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Date of posting : October 9, 2017

New York: Several Petitioners Highlight Relevance of Autonomy Plan to Resolve Sahara Conflict

Several petitioners highlighted, on Wednesday before the 4th Committee of the UN General Assembly, the relevance of the autonomy plan as an ideal solution to definitively resolve the conflict over the Moroccan Sahara.

Speaking on the occasion, Carroll Eads of U.S NGO “Capitol Hill Prayers partners,” urged the UN Committee to consider the autonomy plan as the basis for a solution to this artificial conflict that has lasted too long.
She stressed that the Moroccan plan is considered by the Security Council as a reliable, serious and credible solution to resolve the conflict over the Sahara. This is a form of self-determination, she said.
For her part president of “Priority PR Group,” Karen Hardin, welcomed the efforts of the UN secretary-general aimed at re-launching the negotiations between the two sides and resolving this issue on the basis of the autonomy plan for the Sahara.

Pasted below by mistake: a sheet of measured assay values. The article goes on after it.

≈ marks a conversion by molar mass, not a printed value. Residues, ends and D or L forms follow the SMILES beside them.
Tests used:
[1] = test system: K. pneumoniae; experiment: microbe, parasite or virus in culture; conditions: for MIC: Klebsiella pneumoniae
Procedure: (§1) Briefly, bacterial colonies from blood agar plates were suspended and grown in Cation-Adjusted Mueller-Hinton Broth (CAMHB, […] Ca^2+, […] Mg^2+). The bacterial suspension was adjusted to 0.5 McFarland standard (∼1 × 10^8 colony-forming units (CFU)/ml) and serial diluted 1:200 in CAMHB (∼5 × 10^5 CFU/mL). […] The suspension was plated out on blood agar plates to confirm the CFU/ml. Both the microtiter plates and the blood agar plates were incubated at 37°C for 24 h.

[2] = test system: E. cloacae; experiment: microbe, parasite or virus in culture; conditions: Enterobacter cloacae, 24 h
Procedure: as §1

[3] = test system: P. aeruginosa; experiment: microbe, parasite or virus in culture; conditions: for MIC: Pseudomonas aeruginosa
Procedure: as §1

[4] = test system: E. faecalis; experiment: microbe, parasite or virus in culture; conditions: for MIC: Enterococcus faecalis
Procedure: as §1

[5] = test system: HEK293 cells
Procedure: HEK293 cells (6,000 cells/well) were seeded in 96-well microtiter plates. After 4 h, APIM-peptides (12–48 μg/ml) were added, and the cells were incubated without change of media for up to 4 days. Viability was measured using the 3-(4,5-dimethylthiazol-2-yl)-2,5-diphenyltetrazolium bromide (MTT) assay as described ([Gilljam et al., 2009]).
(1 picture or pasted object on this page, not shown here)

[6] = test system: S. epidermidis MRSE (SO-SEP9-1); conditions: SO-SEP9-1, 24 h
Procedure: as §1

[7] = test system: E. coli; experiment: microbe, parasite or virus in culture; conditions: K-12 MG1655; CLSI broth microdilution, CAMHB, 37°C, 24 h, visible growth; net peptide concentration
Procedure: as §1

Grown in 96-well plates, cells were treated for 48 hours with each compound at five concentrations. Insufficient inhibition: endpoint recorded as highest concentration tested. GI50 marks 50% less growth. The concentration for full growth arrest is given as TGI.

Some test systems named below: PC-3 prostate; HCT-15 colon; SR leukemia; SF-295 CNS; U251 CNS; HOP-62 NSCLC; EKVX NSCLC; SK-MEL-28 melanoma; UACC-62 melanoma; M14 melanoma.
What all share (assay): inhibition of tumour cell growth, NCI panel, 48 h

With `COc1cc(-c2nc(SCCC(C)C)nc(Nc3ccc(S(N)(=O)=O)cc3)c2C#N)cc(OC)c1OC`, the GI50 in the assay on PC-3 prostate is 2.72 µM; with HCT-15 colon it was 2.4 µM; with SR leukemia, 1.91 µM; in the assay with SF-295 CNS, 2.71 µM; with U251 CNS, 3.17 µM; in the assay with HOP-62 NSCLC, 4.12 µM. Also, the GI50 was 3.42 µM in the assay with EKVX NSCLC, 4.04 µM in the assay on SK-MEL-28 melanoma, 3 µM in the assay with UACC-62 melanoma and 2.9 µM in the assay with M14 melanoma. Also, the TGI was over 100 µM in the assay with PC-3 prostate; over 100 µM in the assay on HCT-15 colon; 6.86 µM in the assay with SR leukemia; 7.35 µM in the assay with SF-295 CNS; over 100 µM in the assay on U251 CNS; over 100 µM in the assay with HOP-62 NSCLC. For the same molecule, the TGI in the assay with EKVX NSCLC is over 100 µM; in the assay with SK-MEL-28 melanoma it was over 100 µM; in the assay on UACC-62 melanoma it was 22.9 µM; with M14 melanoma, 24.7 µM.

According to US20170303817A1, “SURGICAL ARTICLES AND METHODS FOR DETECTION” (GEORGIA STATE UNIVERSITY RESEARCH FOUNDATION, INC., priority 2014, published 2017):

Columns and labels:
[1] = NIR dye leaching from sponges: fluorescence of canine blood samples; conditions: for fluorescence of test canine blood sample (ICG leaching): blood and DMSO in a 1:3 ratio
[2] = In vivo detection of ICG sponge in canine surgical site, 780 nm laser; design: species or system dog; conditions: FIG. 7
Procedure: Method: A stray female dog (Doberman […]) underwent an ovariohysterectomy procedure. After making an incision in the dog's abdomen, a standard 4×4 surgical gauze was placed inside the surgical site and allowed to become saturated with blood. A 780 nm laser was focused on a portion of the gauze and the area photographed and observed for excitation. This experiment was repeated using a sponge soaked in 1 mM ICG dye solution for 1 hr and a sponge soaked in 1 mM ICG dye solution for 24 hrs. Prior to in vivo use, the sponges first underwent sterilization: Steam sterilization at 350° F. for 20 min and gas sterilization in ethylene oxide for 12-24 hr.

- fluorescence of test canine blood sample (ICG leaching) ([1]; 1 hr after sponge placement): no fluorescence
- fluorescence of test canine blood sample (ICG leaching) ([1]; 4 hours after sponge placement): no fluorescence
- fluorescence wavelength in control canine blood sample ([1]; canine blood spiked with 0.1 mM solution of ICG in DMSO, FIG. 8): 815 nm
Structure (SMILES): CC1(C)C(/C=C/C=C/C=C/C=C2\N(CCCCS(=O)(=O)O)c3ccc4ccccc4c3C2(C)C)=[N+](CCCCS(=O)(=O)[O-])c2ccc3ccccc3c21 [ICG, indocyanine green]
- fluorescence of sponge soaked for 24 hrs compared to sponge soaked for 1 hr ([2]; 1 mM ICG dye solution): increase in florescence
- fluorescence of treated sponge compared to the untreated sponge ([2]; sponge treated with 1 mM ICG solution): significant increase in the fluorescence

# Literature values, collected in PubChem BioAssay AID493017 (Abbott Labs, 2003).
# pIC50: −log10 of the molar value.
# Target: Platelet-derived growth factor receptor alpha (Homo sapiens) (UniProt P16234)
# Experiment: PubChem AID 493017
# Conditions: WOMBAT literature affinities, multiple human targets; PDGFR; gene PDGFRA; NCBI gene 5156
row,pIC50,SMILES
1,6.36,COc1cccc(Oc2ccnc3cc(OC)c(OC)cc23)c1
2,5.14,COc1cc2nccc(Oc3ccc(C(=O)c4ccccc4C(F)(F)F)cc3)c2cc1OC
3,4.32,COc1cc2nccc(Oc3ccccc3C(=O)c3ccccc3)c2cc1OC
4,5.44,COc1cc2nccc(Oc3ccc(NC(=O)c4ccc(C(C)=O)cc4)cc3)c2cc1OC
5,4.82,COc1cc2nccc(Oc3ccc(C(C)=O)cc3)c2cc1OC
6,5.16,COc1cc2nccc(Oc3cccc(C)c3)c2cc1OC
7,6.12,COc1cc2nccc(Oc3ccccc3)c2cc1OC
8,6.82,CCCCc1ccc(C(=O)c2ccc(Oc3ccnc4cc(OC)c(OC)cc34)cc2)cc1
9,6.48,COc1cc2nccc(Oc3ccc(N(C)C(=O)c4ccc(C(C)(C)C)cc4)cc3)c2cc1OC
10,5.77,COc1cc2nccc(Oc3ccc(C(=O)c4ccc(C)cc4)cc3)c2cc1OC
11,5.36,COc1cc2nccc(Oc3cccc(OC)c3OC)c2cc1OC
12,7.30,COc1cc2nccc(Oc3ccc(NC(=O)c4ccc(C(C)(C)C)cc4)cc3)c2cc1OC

She said time is ripe to think outside the box to find a “new and innovative way to achieve self-determination”, as advocated by the UN chief.
In her turn, Donna Sams of the “Antioch Church” stressed that the Moroccan autonomy plan is capable of constituting the third way to definitively resolve this conflict and put an end to the sufferings of the population held against its will in the Tindouf camps.
In this regard, she recalled the position of former special envoy of the UN secretary-general, Peter Van Walsum, and of former special representative, Eric Jensen, who both considered the Moroccan autonomy plan as the only viable solution to this conflict.
For his part, British lawyer, Andrew Rosemarine, noted that the autonomy plan, a “just, flexible and far-sighted” project, is the only solution that can ensure the well-being of the Sahrawis in the long term, as it guarantees a “high degree of self-determination” for the inhabitants of the Sahara.
The international expert added that the plan, presented to the UN in 2007, “is part of the building of a democratic and modern society, based on the rule of law, individual and collective freedoms as well as on economic and social development.”